At a basic level, SEO is about creating good content, written for your specific user, that is highly linked to by other sites. This means understanding the search terms your users employ and using that same language in your HTML or PDF document. Your page title and metadata description should include critical search terms.
Not only is it important that your page is linked to, but it also matters that the keywords you target are used in the link text. You should write good, meaningful links on your page-- and give external websites a leg up in linking to you by creating smart, content-rich titles to your pages.
SEO is not about including every possible keyword in your metadata. In fact, very few search engines include meta tags in their ranking algorithms because of this kind of spamming. Some unscrupulous SEO services promise good results by creating fake pages that flood the internet with links to your site or they "hide" text and links in the code, falsifying search results for those keywords. Meta tags are, however, very important for EPA's search engine and will affect your search results.
Metadata gives you more control over your content, tying it to EPA's Information Architecture (IA) and content review schedules.
It also improves your page rank in EPA's Google Search Appliance (GSA). The GSA will use the metadata to make connections between your document and the search query. However, metadata must be supported by the terms in your document to get the full benefit.
Metadata is required for any content published through the WebCMS and supports the OneEPA Web restructuring effort. Read the April 2010 Memo: Restructuring EPA's Web Site.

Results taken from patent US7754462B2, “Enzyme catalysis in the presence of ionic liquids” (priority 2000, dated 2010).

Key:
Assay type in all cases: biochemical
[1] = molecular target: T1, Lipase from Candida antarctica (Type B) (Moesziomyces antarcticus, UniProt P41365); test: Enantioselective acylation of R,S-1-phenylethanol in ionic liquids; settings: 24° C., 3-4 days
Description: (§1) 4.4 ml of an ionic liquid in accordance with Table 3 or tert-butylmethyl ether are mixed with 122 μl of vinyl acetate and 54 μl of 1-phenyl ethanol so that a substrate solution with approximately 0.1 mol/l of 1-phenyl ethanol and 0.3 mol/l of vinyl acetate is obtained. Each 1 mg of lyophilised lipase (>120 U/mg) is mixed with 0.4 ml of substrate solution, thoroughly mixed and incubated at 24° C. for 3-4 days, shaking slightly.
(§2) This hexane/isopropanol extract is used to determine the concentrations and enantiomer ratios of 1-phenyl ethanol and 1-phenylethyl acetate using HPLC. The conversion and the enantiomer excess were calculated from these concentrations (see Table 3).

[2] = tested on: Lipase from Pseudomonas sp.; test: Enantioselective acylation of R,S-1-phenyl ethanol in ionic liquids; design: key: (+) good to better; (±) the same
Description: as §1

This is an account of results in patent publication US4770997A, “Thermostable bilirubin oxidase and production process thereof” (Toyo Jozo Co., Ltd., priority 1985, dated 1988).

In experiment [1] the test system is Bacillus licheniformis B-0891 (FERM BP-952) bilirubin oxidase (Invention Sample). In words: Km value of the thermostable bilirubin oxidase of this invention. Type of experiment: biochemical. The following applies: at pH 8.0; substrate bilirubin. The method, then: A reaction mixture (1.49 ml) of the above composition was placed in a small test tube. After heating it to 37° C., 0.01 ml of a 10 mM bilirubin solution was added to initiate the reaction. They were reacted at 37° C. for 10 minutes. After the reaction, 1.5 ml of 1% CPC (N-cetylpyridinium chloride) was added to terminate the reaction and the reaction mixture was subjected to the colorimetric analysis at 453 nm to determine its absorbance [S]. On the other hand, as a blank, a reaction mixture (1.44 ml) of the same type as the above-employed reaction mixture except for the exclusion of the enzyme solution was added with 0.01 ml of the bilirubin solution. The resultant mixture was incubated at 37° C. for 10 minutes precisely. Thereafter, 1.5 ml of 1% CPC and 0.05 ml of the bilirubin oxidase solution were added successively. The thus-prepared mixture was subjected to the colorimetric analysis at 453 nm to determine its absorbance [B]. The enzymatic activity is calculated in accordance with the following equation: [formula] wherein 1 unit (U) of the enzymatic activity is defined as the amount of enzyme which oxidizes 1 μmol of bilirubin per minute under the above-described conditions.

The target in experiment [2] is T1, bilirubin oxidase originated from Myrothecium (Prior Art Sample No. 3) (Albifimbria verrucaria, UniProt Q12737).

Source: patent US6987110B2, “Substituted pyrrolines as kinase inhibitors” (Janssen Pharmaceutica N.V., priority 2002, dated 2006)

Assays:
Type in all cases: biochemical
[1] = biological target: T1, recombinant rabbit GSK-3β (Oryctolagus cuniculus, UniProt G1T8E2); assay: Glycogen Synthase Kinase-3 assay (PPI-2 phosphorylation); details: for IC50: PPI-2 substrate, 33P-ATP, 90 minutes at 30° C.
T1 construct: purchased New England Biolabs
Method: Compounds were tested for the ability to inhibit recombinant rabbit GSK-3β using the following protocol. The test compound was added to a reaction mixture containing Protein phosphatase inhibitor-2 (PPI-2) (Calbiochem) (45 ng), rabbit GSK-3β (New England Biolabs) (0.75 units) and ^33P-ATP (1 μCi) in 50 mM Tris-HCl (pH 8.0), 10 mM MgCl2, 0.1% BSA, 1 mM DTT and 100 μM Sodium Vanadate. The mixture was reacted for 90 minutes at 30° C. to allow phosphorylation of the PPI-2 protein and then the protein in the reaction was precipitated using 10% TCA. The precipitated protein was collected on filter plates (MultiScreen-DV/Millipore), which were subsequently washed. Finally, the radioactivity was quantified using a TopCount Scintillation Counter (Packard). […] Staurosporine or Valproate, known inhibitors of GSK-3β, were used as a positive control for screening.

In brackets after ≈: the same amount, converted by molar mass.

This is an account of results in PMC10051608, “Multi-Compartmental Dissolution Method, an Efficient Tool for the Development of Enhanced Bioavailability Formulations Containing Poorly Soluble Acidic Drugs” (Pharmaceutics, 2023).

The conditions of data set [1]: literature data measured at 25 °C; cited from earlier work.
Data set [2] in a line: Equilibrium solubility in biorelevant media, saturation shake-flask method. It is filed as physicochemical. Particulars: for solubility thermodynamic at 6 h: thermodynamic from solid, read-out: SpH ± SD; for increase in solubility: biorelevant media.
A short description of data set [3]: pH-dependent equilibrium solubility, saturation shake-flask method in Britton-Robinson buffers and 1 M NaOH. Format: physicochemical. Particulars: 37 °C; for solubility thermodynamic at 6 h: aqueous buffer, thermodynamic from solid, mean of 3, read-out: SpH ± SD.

PDF metadata review and certification is required for pages outside of the OneEPA structure.
- Missing: there is no metadata at all.
- Incomplete: some fields are filled out, usually just the HTML title tag, but others are left empty.
- Most commonly, the title and description are the same within a single page or document.
- The metadata is repeated, exactly, for every page or document within the entire web area or TSSMS.
- Metadata tags are being used incorrectly, such as the subject field being used for keywords in PDF documents or non-WCMS pages using web taxonomy fields ("DC.Subject.xxxx") as open keyword fields.
Check your metadata!
Information Architecture is the structure and organization of the content. The Web Taxonomy is how content is tagged for search and retrieval in the CMS and the web site. The Web Taxonomy includes the metadata specification. Read more on EPA's Information Architecture and Web Taxonomy.
Labeling content for the "general public" does not add value to EPA content. All of our public access pages, unless otherwise specified, are for the general public.
What we want to do is note those pages that are for a specific subset of the general public, such as Kids or Businesses. Having that metadata will allow us to create content collections segmented to those audiences.